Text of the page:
A Russian computer security company detected a new spyware program called Flame. Julia Smirnova from Die Welt, a German national daily newspaper, talks to Kaspersky Lab’s Senior Virus Analyst Alexander Gostev about this new cyber virus.– How did you track down the Flame virus?
Alexander Gostev: In April of this year, several computers of the National Iranian Oil Company, as well as several Iranian ministries, have been infected by an unknown virus. This case was just a single link in a chain of cyber attacks during which viruses like Stuxnet1 and Duqu2 were used. The International Telecommunication Union (ITU) has asked us to analyze the situation. We have been searching for a virus called Wiper, but found something more terrible instead – the Flame.
– What exactly does the Flame virus do?
– Like Duqu, Flame is designed to steal different databases. A completely new thing that Flame can be used for is audio spying. Flame detects and recognizes a microphone on the infected computer, turns the microphone on and then records every conversation taking place in this room. Recorded data is immediately transferred to the server from which the virus began to spread.
– Did Flame attack the same objects in Iran that Stuxnet attacked?
– Unlike the Stuxnet case, the number and character of attacked computers was broader. In addition to individuals, universities were among the victims, as well as various businesses.
– Do you think surveillance was carried out over nuclear scientists?
– We have no information about who owned the infected computers at this point.
– Does it look like the same people are behind Flame and Stuxnet?
– In our opinion, this was clearly not the same group of developers: a different programming language, as well as different software architecture was used in Flame. But there is still much in common between Flame and Stuxnet. For example, the way both viruses spread on the internal network of the enterprise and USB-sticks. Moreover, the virus authors used the same security vulnerabilities, those hacking techniques are not used anywhere else.
– How do you explain this?
– Most likely, there were two parallel projects which ran simultaneously. Both Flame developers and Stuxnet developers had access to the same database of security holes and vulnerabilities. It is also possible that Flame was created later, and its creators have made use of published and publically available information about the Stuxnet virus.
– But who can be behind this program?
– Flame is much more complicated, and the volume of its code is 20 times greater than that of Stuxnet. Flame has been used since 2010. Its authors have been constantly developing new modules, managing servers and manually collecting information from hundreds of computers. This is not an easy task at all. I believe that approximately from 10 to 20 programmers were involved in the development of this virus, and this is not counting the server management staff. I do not think any of the known groups of cybercriminals is capable of that. We believe Flame, as well as Stuxnet and Duqu, represent a modern-day cyber weapon developed by nation states. But we have no definitive evidence that a particular country has been involved in its development.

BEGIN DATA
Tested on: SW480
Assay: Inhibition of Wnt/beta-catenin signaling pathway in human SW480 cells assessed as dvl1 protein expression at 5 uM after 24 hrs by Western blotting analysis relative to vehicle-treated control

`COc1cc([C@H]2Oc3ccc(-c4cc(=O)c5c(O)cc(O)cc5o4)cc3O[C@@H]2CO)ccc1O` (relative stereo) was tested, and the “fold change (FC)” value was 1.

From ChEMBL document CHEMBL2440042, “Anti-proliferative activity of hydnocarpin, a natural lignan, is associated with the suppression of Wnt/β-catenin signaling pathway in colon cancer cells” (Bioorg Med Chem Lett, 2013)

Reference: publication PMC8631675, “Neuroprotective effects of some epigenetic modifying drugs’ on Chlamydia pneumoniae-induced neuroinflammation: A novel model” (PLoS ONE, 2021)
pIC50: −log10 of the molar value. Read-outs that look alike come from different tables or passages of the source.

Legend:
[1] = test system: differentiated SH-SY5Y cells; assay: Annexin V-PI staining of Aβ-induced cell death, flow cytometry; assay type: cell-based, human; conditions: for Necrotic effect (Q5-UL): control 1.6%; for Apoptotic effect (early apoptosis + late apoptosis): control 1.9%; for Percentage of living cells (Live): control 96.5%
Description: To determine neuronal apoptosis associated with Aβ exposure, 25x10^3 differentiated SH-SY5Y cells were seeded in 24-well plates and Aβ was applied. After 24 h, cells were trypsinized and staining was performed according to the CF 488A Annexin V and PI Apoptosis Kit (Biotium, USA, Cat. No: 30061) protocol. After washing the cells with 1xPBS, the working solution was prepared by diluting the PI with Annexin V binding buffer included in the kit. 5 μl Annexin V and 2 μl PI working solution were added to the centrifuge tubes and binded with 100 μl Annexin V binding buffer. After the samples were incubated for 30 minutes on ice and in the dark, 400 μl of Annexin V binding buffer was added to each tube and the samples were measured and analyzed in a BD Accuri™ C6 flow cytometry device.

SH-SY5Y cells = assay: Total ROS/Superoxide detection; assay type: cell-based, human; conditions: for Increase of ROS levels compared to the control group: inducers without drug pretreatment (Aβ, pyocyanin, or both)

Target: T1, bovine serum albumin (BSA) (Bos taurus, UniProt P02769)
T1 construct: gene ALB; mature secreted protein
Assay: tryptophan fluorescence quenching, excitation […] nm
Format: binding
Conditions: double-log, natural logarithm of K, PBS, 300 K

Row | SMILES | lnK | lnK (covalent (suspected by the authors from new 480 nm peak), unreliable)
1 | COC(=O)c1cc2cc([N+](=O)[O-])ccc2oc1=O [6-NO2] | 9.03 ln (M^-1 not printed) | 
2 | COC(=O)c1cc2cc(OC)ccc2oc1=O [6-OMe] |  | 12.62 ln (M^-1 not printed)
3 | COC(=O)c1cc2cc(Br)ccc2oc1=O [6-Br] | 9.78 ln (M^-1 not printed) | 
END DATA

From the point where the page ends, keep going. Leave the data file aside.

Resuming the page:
– Where are the servers which collected the stolen data? Where are they located?
– We suspect that at least 80 servers were used by the Flame virus. They are located in different countries – Germany, Turkey, Italy and Vietnam. Until recently, 4 servers had been actively used, but after we informed the public about the new virus, those 4 servers were cleaned.
– Where is the main control center?
People who run the new virus do not necessarily have to be in the same country in which the servers are physically located. In the past several months, virus operators changed the location of the servers a number of times. When we discovered the virus, the most important servers were located in Turkey and a few days later they were already moved to Germany.
– Have you ever received orders from Iran?
No. Relations with Iran are very complex. While analyzing Stuxnet and Duqu, we needed to contact the victims of attacks in Iran. But Iran turned out to be quite a closed country. We have received no response for any of our inquiries. We could have detected more viruses if Iran cooperated with us.
1 – Stuxnet is a computer worm discovered in June 2010. Stuxnet initially spreads via Microsoft Windows, and targets Siemens industrial software and equipment. While it is not the first time that hackers have targeted industrial systems, it is the first discovered malware that spies on and subverts industrial systems, and the first to include a programmable logic controller (PLC) rootkit.
2 – Duqu is a computer worm discovered on 1 September 2011, thought to be related to the Stuxnet worm. The main component used in Duqu is designed to capture information such as keystrokes and system information. The exfiltrated data may be used to enable a future Stuxnet-like attack.